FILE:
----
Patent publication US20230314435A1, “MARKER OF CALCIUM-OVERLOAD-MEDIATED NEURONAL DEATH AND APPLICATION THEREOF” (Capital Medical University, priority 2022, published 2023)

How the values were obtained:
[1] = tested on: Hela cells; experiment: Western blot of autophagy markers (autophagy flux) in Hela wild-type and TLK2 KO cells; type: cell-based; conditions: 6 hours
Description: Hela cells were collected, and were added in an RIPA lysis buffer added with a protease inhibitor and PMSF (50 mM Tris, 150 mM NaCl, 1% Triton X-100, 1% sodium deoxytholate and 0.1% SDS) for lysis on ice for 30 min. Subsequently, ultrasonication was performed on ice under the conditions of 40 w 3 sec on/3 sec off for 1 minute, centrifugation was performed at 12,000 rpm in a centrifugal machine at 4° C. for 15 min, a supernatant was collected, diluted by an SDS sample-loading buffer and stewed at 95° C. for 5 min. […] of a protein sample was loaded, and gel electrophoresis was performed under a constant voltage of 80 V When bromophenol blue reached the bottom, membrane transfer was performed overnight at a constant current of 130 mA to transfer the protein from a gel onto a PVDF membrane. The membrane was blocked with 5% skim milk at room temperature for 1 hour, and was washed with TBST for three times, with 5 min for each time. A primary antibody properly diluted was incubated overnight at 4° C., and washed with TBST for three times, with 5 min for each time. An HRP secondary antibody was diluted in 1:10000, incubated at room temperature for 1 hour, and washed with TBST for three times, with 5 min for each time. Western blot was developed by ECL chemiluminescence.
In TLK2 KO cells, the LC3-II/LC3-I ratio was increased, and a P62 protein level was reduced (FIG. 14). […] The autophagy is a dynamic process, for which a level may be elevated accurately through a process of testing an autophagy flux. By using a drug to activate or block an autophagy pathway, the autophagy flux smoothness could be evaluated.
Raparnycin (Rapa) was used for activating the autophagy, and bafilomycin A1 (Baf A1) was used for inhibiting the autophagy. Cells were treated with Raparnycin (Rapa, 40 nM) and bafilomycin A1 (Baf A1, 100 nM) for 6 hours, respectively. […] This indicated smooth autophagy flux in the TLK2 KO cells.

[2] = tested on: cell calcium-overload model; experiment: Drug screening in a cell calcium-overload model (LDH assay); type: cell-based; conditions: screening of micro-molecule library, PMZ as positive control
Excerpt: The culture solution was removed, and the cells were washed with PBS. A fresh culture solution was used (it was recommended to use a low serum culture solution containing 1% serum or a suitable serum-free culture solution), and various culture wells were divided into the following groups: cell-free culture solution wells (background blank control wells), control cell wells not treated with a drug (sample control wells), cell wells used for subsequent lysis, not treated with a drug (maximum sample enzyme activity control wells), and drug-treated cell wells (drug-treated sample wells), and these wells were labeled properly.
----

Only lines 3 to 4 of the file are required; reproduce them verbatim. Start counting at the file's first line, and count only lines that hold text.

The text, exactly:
[1] = tested on: Hela cells; experiment: Western blot of autophagy markers (autophagy flux) in Hela wild-type and TLK2 KO cells; type: cell-based; conditions: 6 hours
Description: Hela cells were collected, and were added in an RIPA lysis buffer added with a protease inhibitor and PMSF (50 mM Tris, 150 mM NaCl, 1% Triton X-100, 1% sodium deoxytholate and 0.1% SDS) for lysis on ice for 30 min. Subsequently, ultrasonication was performed on ice under the conditions of 40 w 3 sec on/3 sec off for 1 minute, centrifugation was performed at 12,000 rpm in a centrifugal machine at 4° C. for 15 min, a supernatant was collected, diluted by an SDS sample-loading buffer and stewed at 95° C. for 5 min. […] of a protein sample was loaded, and gel electrophoresis was performed under a constant voltage of 80 V When bromophenol blue reached the bottom, membrane transfer was performed overnight at a constant current of 130 mA to transfer the protein from a gel onto a PVDF membrane. The membrane was blocked with 5% skim milk at room temperature for 1 hour, and was washed with TBST for three times, with 5 min for each time. A primary antibody properly diluted was incubated overnight at 4° C., and washed with TBST for three times, with 5 min for each time. An HRP secondary antibody was diluted in 1:10000, incubated at room temperature for 1 hour, and washed with TBST for three times, with 5 min for each time. Western blot was developed by ECL chemiluminescence.